Posted in Uncategorized

Elegy on a season

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Last night was the end of another softball season. It was probably the best season of sports that I was personally involved in. There’s a little backstory but even though the ending wasn’t what I was hoping for, it just makes me excited for the next one.

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26 August 2009 at 05:07

Posted in Personal, Sports

Back in the saddle

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Yeah, so I ended up doing the one thing I didn’t want to do: I started a blog and then left it sitting idle for months. So here I am, recommitting myself to posting. I’m not setting as schedule for myself (although I probably should) and I’m not planning on rethinking my overall philosophy of why I’m doing this. I guess I’ve actually read/saw/heard a few things recently that I want to talk about.

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11 August 2009 at 03:11

Finally going home

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In a cab after a long, long day at work. No energy for real post but did want to give a shout out the the boys in Green and White. Go Spartans!

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31 March 2009 at 05:06

Posted in Personal

Looks like I picked the wrong week to start blogging…

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Ugh. It’s Saturday afternoon and I haven’t posted in a while. Not really by choice, mind you. It’s been so busy that finding the time to post has been harder that I would think. Here’s a short list of the events of the past week:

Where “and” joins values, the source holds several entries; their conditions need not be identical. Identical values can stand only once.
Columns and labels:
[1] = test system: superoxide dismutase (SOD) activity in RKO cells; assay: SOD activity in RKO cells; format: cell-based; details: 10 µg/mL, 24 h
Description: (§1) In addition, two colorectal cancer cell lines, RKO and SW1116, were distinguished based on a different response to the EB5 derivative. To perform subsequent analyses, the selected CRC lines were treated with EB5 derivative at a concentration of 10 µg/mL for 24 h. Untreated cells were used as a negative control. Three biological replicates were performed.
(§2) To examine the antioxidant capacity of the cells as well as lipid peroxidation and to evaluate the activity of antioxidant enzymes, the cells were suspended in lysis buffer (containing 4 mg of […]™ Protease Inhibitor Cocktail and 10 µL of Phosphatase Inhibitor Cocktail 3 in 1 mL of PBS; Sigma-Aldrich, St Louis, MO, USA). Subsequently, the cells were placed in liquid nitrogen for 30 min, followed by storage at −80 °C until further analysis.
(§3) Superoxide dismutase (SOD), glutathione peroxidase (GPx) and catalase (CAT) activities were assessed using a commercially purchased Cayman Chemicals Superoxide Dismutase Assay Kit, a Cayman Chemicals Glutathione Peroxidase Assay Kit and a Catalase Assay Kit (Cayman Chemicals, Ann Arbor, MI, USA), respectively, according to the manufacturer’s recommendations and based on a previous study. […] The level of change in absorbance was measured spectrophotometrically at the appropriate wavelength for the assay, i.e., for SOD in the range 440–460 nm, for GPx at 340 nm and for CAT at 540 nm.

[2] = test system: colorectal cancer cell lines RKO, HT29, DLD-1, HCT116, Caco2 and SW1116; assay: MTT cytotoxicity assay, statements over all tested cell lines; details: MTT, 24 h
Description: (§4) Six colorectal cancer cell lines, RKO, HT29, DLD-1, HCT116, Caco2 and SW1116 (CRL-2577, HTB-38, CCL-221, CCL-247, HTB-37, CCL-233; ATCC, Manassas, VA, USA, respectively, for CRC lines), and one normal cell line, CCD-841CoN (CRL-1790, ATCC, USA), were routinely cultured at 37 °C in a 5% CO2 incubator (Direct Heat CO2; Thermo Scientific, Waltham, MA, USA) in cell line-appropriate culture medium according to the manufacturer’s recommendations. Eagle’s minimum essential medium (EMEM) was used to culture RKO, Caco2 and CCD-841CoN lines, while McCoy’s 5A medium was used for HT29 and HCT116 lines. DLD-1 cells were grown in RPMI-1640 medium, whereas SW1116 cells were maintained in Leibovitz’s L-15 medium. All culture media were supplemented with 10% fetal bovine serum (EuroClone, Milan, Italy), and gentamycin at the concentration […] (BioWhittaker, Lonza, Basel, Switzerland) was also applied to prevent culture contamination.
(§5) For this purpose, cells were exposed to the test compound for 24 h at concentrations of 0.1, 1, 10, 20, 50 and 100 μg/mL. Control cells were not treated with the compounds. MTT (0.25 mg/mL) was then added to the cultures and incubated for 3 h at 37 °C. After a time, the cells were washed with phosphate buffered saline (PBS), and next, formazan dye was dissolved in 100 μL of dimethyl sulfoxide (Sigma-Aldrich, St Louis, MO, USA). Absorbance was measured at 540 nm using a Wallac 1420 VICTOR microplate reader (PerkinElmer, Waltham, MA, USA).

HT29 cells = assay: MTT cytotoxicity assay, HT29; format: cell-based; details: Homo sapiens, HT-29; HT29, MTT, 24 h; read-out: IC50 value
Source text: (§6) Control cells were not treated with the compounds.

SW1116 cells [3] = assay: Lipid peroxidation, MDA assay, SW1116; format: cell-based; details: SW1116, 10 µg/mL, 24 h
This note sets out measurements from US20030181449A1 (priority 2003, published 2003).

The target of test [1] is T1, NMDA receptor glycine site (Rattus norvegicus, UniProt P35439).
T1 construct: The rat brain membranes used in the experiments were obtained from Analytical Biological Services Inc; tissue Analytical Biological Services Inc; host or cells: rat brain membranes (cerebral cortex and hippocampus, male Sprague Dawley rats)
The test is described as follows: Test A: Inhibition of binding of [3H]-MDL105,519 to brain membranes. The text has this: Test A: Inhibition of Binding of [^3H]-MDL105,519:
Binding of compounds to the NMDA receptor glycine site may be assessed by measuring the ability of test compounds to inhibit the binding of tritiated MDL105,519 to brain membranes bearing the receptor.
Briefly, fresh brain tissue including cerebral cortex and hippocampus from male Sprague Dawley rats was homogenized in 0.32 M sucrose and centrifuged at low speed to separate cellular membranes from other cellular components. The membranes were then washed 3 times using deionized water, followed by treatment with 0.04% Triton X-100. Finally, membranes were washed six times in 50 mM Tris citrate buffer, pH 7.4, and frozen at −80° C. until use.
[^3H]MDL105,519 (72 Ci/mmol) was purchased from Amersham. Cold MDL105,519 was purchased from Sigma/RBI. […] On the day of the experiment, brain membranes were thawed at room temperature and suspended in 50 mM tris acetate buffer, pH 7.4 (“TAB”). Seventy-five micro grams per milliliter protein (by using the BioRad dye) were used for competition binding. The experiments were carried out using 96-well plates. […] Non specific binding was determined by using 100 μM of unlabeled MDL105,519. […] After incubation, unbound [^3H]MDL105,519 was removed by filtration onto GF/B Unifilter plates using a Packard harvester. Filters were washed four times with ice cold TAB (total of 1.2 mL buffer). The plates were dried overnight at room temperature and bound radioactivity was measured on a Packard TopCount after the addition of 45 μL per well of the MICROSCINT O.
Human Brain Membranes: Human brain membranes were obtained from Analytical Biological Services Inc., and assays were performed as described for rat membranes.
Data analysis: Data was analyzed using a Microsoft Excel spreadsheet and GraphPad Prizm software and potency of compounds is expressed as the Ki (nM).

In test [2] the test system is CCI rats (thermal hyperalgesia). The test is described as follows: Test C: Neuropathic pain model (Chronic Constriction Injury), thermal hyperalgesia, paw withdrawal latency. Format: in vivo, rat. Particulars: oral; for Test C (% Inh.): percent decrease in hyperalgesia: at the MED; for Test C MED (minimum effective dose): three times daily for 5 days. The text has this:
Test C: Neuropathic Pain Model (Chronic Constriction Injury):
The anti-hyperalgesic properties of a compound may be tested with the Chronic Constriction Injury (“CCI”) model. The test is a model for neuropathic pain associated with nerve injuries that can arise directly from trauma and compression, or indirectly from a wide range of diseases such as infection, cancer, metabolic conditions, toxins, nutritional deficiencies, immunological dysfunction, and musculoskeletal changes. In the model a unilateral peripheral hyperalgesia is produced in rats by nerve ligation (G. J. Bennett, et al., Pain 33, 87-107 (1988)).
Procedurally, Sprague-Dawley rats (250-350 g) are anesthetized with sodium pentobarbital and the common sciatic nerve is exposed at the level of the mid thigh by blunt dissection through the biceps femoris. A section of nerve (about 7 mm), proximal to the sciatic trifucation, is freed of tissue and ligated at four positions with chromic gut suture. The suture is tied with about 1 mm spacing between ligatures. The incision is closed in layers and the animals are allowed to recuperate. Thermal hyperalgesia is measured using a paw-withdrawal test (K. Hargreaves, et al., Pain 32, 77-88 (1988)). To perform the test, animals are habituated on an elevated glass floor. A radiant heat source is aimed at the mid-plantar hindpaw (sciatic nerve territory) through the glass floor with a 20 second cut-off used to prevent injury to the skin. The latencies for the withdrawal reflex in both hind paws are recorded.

• Got my temporary crown installed put in crowned. The story behind this is last week, I was having a apple for breakfast and I felt/heard a “pop” at the back of mouth as I bit down. So off I went to the dentist who told me I had cracked my tooth and that I would need a crown. But she couldn’t do it that day because the whole thing was going to take two hours. Tuesday was the big day and it went about as good as oral surgery could go. By the time I got home, I was so exhausted, sitting down in front of the computer was not in the cards.
  • Wednesday was a fantastic 13-hour workday where I spent eight of those hours in front of my computer reading through, editing, and reassigning issues and bugs for the project I’m working on at work. Needless to say, getting away from the computer was a necessity for my sanity’s sake
  • Thursday was poker night. Not my game but a friend’s game. It’s a dealer’s choice, $1/2 fixed limit game with a $40 buy-in and a good group of guys. I was not playing well and knew it at a few points. But I managed to eke out a profit of exactly one dollar. Mainly due to two hands of razz: one where I made a wheel against two opponents that went all the way to showdown and another where (if I recall correctly) I made a 76 against an 86. Next Thursday is poker at my place and I’ll try to pay closer attention and give a detailed report.